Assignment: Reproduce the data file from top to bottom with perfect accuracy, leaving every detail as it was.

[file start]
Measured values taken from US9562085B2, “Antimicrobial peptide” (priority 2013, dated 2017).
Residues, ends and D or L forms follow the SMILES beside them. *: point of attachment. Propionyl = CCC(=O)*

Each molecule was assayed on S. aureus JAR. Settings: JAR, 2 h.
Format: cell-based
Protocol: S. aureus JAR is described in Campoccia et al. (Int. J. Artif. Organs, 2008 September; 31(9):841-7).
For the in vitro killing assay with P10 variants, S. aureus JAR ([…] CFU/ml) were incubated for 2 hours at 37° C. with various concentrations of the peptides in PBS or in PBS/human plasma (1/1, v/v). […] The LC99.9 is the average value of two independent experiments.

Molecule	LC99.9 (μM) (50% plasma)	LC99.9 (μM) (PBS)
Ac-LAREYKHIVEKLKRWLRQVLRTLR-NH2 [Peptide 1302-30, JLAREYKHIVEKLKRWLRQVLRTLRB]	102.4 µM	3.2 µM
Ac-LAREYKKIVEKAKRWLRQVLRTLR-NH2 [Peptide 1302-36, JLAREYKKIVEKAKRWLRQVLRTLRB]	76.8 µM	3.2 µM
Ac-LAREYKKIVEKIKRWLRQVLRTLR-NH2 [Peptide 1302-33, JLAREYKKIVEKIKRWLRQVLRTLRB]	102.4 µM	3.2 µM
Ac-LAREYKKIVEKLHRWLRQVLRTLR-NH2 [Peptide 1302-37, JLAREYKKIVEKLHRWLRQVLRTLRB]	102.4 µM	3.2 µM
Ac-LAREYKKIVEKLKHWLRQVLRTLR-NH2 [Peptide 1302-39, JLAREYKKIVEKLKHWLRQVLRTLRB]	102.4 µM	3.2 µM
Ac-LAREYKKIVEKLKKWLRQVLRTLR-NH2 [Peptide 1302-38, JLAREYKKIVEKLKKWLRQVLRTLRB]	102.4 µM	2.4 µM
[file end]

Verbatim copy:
Measured values taken from US9562085B2, “Antimicrobial peptide” (priority 2013, dated 2017).
Residues, ends and D or L forms follow the SMILES beside them. *: point of attachment. Propionyl = CCC(=O)*

Each molecule was assayed on S. aureus JAR. Settings: JAR, 2 h.
Format: cell-based
Protocol: S. aureus JAR is described in Campoccia et al. (Int. J. Artif. Organs, 2008 September; 31(9):841-7).
For the in vitro killing assay with P10 variants, S. aureus JAR ([…] CFU/ml) were incubated for 2 hours at 37° C. with various concentrations of the peptides in PBS or in PBS/human plasma (1/1, v/v). […] The LC99.9 is the average value of two independent experiments.

Molecule	LC99.9 (μM) (50% plasma)	LC99.9 (μM) (PBS)
Ac-LAREYKHIVEKLKRWLRQVLRTLR-NH2 [Peptide 1302-30, JLAREYKHIVEKLKRWLRQVLRTLRB]	102.4 µM	3.2 µM
Ac-LAREYKKIVEKAKRWLRQVLRTLR-NH2 [Peptide 1302-36, JLAREYKKIVEKAKRWLRQVLRTLRB]	76.8 µM	3.2 µM
Ac-LAREYKKIVEKIKRWLRQVLRTLR-NH2 [Peptide 1302-33, JLAREYKKIVEKIKRWLRQVLRTLRB]	102.4 µM	3.2 µM
Ac-LAREYKKIVEKLHRWLRQVLRTLR-NH2 [Peptide 1302-37, JLAREYKKIVEKLHRWLRQVLRTLRB]	102.4 µM	3.2 µM
Ac-LAREYKKIVEKLKHWLRQVLRTLR-NH2 [Peptide 1302-39, JLAREYKKIVEKLKHWLRQVLRTLRB]	102.4 µM	3.2 µM
Ac-LAREYKKIVEKLKKWLRQVLRTLR-NH2 [Peptide 1302-38, JLAREYKKIVEKLKKWLRQVLRTLRB]	102.4 µM	2.4 µM